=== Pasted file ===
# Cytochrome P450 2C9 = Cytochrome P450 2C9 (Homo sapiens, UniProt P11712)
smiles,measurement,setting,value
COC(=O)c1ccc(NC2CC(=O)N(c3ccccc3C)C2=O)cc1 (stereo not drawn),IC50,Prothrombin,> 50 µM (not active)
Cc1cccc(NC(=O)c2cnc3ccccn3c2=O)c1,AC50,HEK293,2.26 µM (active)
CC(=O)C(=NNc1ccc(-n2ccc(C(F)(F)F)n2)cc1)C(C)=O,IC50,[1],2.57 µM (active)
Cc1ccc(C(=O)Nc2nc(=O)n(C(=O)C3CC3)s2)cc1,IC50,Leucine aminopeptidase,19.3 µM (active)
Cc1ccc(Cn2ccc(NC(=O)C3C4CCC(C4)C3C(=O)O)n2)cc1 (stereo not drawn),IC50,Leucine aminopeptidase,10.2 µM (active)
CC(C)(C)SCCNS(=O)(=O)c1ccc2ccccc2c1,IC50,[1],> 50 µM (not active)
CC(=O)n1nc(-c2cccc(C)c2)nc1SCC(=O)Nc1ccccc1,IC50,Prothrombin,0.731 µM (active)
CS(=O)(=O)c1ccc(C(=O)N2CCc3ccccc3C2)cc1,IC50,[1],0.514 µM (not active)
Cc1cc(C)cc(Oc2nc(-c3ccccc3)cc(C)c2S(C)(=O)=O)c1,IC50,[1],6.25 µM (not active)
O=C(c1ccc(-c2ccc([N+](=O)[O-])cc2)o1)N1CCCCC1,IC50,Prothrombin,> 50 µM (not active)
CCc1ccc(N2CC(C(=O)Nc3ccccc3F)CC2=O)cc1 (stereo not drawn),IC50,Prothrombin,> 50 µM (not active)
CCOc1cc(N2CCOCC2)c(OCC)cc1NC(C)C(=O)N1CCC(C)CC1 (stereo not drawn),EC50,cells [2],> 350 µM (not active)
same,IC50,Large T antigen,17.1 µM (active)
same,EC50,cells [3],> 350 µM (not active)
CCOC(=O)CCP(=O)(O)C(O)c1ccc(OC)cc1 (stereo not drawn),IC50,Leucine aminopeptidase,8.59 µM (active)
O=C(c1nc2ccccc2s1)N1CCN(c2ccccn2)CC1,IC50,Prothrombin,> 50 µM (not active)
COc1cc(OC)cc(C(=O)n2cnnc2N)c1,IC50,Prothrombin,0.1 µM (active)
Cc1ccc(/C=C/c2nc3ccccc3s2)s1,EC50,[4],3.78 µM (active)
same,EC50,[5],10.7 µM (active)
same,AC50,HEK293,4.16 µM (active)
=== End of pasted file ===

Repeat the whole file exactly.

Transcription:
# Cytochrome P450 2C9 = Cytochrome P450 2C9 (Homo sapiens, UniProt P11712)
smiles,measurement,setting,value
COC(=O)c1ccc(NC2CC(=O)N(c3ccccc3C)C2=O)cc1 (stereo not drawn),IC50,Prothrombin,> 50 µM (not active)
Cc1cccc(NC(=O)c2cnc3ccccn3c2=O)c1,AC50,HEK293,2.26 µM (active)
CC(=O)C(=NNc1ccc(-n2ccc(C(F)(F)F)n2)cc1)C(C)=O,IC50,[1],2.57 µM (active)
Cc1ccc(C(=O)Nc2nc(=O)n(C(=O)C3CC3)s2)cc1,IC50,Leucine aminopeptidase,19.3 µM (active)
Cc1ccc(Cn2ccc(NC(=O)C3C4CCC(C4)C3C(=O)O)n2)cc1 (stereo not drawn),IC50,Leucine aminopeptidase,10.2 µM (active)
CC(C)(C)SCCNS(=O)(=O)c1ccc2ccccc2c1,IC50,[1],> 50 µM (not active)
CC(=O)n1nc(-c2cccc(C)c2)nc1SCC(=O)Nc1ccccc1,IC50,Prothrombin,0.731 µM (active)
CS(=O)(=O)c1ccc(C(=O)N2CCc3ccccc3C2)cc1,IC50,[1],0.514 µM (not active)
Cc1cc(C)cc(Oc2nc(-c3ccccc3)cc(C)c2S(C)(=O)=O)c1,IC50,[1],6.25 µM (not active)
O=C(c1ccc(-c2ccc([N+](=O)[O-])cc2)o1)N1CCCCC1,IC50,Prothrombin,> 50 µM (not active)
CCc1ccc(N2CC(C(=O)Nc3ccccc3F)CC2=O)cc1 (stereo not drawn),IC50,Prothrombin,> 50 µM (not active)
CCOc1cc(N2CCOCC2)c(OCC)cc1NC(C)C(=O)N1CCC(C)CC1 (stereo not drawn),EC50,cells [2],> 350 µM (not active)
same,IC50,Large T antigen,17.1 µM (active)
same,EC50,cells [3],> 350 µM (not active)
CCOC(=O)CCP(=O)(O)C(O)c1ccc(OC)cc1 (stereo not drawn),IC50,Leucine aminopeptidase,8.59 µM (active)
O=C(c1nc2ccccc2s1)N1CCN(c2ccccn2)CC1,IC50,Prothrombin,> 50 µM (not active)
COc1cc(OC)cc(C(=O)n2cnnc2N)c1,IC50,Prothrombin,0.1 µM (active)
Cc1ccc(/C=C/c2nc3ccccc3s2)s1,EC50,[4],3.78 µM (active)
same,EC50,[5],10.7 µM (active)
same,AC50,HEK293,4.16 µM (active)